Climatic Changearticles are dedicated to producing analysis, insight and data relating to questions of importance in understanding the Environmental principles and technology. The mission of the Climatic Change uses provides a forum for publishing new findings on Environmental principles and technology. Currently our primary research objective is to encourage and assist the development of better and faster measures of Environmental activity. In cases where we believe we can contribute directly, as opposed to through highlighting the work of others, we are producing our own measures of Climatic Change. Climatic Change uses from OMICS Group are an open access journal named as Journal of Climatology and Weather Forecasting which strives to release issues quarterly and is adamant to publish new findings related to the field of Climatic Change. The Journal of Climatology and Weather Forecasting is a scientific journal published by the OMICS Group. A change in global or regional climate patterns, in particular a change apparent from the mid to late 20th century onwards and attributed largely to the increased levels of atmospheric carbon dioxide produced by the use of fossil fuels. Climate change is a significant and lasting change in the statistical distribution of weather patterns over periods ranging from decades to millions of years. It may be a change in average weather conditions, or in the distribution of weather around the average conditions (i.e., more or fewer extreme weather events). Climate change is caused by factors such as biotic processes, variations in solar radiation received by Earth, plate tectonics, and volcanic eruptions. Certain human activities have also been identified as significant causes of recent climate change, often referred to as "global warming". Scientists actively work to understand past and future climate by using observations and theoretical models. A climate record extending deep into the Earth's past has been assembled, and continues to be built up, based on geological evidence from borehole temperature profiles, cores removed from deep accumulations of ice, floral and faunal records, glacial and periglacial processes, stable-isotope and other analyses of sediment layers, and records of past sea levels. More recent data are provided by the instrumental record. General circulation models, based on the physical sciences, are often used in theoretical approaches to match past climate data, make future projections, and link causes and effects in climate change.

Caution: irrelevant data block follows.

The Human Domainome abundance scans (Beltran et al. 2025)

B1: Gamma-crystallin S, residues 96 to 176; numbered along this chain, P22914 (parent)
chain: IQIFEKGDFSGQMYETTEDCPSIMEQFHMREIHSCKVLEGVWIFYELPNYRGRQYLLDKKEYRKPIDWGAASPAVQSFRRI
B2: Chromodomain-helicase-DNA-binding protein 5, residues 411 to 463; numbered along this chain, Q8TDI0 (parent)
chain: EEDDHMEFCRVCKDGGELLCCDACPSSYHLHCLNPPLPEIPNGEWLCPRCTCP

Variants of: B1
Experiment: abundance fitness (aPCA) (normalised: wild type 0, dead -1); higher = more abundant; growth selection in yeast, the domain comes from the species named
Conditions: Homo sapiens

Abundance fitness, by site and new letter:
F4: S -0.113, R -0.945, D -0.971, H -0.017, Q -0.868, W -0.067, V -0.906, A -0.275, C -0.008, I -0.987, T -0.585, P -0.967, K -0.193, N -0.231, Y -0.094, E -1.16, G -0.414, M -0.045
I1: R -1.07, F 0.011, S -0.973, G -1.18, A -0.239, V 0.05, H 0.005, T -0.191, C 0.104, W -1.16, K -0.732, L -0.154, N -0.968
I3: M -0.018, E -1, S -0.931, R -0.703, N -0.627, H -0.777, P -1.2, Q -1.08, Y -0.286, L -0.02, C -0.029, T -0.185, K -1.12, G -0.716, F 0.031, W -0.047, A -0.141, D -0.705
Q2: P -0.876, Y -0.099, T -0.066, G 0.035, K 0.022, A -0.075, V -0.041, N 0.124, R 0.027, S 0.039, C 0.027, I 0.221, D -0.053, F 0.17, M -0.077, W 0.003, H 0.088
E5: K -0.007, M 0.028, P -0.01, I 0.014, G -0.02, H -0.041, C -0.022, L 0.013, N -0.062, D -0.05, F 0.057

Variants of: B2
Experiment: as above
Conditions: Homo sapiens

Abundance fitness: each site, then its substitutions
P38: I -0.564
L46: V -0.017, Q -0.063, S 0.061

Last date updated on July, 2014